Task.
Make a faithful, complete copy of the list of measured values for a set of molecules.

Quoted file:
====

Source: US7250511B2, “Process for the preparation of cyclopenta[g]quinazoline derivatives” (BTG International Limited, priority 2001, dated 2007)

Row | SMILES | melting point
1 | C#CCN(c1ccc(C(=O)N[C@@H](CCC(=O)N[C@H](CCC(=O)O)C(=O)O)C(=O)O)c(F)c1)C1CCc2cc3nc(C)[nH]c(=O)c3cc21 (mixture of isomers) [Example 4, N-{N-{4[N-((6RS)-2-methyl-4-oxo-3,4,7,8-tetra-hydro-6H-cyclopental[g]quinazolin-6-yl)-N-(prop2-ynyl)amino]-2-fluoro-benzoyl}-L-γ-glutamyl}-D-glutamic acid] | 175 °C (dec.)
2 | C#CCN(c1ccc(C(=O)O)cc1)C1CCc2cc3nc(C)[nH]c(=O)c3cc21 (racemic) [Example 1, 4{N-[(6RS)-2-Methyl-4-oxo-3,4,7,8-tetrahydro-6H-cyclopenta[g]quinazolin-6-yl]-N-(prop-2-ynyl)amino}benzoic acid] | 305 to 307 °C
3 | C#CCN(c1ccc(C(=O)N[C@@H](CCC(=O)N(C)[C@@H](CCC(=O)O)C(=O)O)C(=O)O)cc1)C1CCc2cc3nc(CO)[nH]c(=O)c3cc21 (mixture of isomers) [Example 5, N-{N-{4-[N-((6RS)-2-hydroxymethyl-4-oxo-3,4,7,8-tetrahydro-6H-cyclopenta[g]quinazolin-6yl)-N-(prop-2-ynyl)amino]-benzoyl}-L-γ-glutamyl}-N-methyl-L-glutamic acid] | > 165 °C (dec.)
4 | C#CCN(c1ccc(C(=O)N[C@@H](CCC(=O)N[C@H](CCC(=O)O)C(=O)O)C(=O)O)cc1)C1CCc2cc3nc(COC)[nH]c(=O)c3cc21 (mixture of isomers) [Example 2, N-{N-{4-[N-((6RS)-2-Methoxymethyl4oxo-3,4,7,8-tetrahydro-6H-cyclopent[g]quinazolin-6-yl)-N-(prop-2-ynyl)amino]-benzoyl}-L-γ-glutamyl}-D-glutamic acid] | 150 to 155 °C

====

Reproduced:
Source: US7250511B2, “Process for the preparation of cyclopenta[g]quinazoline derivatives” (BTG International Limited, priority 2001, dated 2007)

Row | SMILES | melting point
1 | C#CCN(c1ccc(C(=O)N[C@@H](CCC(=O)N[C@H](CCC(=O)O)C(=O)O)C(=O)O)c(F)c1)C1CCc2cc3nc(C)[nH]c(=O)c3cc21 (mixture of isomers) [Example 4, N-{N-{4[N-((6RS)-2-methyl-4-oxo-3,4,7,8-tetra-hydro-6H-cyclopental[g]quinazolin-6-yl)-N-(prop2-ynyl)amino]-2-fluoro-benzoyl}-L-γ-glutamyl}-D-glutamic acid] | 175 °C (dec.)
2 | C#CCN(c1ccc(C(=O)O)cc1)C1CCc2cc3nc(C)[nH]c(=O)c3cc21 (racemic) [Example 1, 4{N-[(6RS)-2-Methyl-4-oxo-3,4,7,8-tetrahydro-6H-cyclopenta[g]quinazolin-6-yl]-N-(prop-2-ynyl)amino}benzoic acid] | 305 to 307 °C
3 | C#CCN(c1ccc(C(=O)N[C@@H](CCC(=O)N(C)[C@@H](CCC(=O)O)C(=O)O)C(=O)O)cc1)C1CCc2cc3nc(CO)[nH]c(=O)c3cc21 (mixture of isomers) [Example 5, N-{N-{4-[N-((6RS)-2-hydroxymethyl-4-oxo-3,4,7,8-tetrahydro-6H-cyclopenta[g]quinazolin-6yl)-N-(prop-2-ynyl)amino]-benzoyl}-L-γ-glutamyl}-N-methyl-L-glutamic acid] | > 165 °C (dec.)
4 | C#CCN(c1ccc(C(=O)N[C@@H](CCC(=O)N[C@H](CCC(=O)O)C(=O)O)C(=O)O)cc1)C1CCc2cc3nc(COC)[nH]c(=O)c3cc21 (mixture of isomers) [Example 2, N-{N-{4-[N-((6RS)-2-Methoxymethyl4oxo-3,4,7,8-tetrahydro-6H-cyclopent[g]quinazolin-6-yl)-N-(prop-2-ynyl)amino]-benzoyl}-L-γ-glutamyl}-D-glutamic acid] | 150 to 155 °C